Bahamas minister touts benefits of single regional airspace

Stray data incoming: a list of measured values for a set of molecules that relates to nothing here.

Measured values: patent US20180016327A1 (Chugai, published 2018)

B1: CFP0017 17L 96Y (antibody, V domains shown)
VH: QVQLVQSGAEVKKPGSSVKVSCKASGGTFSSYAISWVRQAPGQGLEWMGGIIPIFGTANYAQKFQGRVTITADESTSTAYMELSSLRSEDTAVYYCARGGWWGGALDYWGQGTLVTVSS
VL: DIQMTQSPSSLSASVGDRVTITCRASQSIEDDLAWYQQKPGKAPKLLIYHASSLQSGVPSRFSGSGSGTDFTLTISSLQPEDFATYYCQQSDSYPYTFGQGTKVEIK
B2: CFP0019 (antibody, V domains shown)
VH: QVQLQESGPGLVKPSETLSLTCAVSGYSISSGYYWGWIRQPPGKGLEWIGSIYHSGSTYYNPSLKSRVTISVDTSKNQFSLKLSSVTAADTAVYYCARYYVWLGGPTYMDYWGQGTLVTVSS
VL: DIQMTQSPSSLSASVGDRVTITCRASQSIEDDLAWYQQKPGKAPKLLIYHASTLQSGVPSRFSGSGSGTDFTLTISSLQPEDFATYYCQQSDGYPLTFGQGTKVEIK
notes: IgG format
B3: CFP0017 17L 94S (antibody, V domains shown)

first_img Share Share Tweet Sharing is caring! 37 Views   no discussionscenter_img LifestyleTravel Bahamas minister touts benefits of single regional airspace by: – April 9, 2011 Share Bahamas tourism and aviation minister, Vincent Vanderpool-Wallace NASSAU, Bahamas — Transportation linkages with neighbouring countries could be better facilitated by the establishment of one regional airspace, said Bahamas tourism and aviation minister, Vincent Vanderpool-Wallace.The Bahamas, he said, is now well on its way to regaining control of its airspace.“Effectively right now we are doing it, but there is a way for us to do it even better, which we are moving towards,” Vanderpool-Wallace told Guardian Business on Wednesday. “We want to make sure we identify and control our specific airspace, but also to the degree that what one regional airspace does is it makes it easier for airlines to move around the region… the two of them are not mutually exclusive.“If you got rules at every single country determining whether somebody’s going to fly there, you make it much more difficult to provide the transportation services that you need to put in place.”Vanderpool-Wallace is now lobbying for the relaxing of the capacity to fly in the region through one regional airspace, as opposed to having the current multiple points of consideration and discussions before getting anything complete.According to Roscoe Perpall, president of the Bahamas Air Traffic Controllers Union, The Bahamas has been talking for about 15 to 20 years about controlling its airspace.“If we have control, it will create employment opportunities for Bahamians,” he told Guardian Business earlier. “While we have not rationalized the extent of employment opportunities, I know for certain we employ in the vicinity of 100 persons and it’s anticipated we can triple or more the staff requirement to control the airspace.”He said the money earned from greater control of the airspace can go towards the general maintenance of the aviation system. As a signatory to the Chicago Convention, The Bahamas risks a category rating downgrade once again by the Federal Aviation Administration’s (FAA) International Aviation Safety Administration (IASA) if it does not reform the sector in order to comply with International Civil Aviation Organization (ICAO) standards, according to a recent IDB report.In 2001, The Bahamas’ rating was downgraded from a category one to a category two, based on its Department of Civil Aviation’s lack of compliance with ICAO standards.Source: Caribbean News NowRepublished with permission of the Nassau Guardianlast_img

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